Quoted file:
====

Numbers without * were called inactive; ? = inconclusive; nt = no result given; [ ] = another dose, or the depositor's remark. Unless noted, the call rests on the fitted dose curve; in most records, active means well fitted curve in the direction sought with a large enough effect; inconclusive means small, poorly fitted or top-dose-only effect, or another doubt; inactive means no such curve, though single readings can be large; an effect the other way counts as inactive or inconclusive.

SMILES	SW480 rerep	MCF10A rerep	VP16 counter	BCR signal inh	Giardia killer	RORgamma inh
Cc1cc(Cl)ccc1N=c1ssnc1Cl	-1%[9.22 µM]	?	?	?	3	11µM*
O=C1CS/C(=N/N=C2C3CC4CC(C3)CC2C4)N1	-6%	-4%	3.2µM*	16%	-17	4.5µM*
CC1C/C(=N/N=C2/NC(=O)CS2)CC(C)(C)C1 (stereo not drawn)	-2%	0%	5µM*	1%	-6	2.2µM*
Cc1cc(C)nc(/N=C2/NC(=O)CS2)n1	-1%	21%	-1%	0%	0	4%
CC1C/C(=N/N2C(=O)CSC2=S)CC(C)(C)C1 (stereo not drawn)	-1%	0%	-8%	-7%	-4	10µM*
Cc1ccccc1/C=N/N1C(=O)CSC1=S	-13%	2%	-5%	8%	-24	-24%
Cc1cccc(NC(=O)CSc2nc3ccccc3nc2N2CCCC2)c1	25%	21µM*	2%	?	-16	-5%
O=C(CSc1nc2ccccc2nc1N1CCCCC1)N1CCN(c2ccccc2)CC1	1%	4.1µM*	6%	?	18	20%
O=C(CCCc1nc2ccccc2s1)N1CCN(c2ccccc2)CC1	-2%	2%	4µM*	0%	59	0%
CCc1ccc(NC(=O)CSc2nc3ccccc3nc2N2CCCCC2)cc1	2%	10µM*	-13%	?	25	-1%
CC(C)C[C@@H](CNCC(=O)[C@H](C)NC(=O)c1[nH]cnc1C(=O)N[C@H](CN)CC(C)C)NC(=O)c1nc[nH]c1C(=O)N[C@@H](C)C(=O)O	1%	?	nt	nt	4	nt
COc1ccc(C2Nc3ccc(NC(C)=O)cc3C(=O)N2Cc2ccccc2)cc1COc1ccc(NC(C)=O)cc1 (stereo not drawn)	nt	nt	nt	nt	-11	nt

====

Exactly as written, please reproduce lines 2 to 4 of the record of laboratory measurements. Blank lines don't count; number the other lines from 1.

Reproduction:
SMILES	SW480 rerep	MCF10A rerep	VP16 counter	BCR signal inh	Giardia killer	RORgamma inh
Cc1cc(Cl)ccc1N=c1ssnc1Cl	-1%[9.22 µM]	?	?	?	3	11µM*
O=C1CS/C(=N/N=C2C3CC4CC(C3)CC2C4)N1	-6%	-4%	3.2µM*	16%	-17	4.5µM*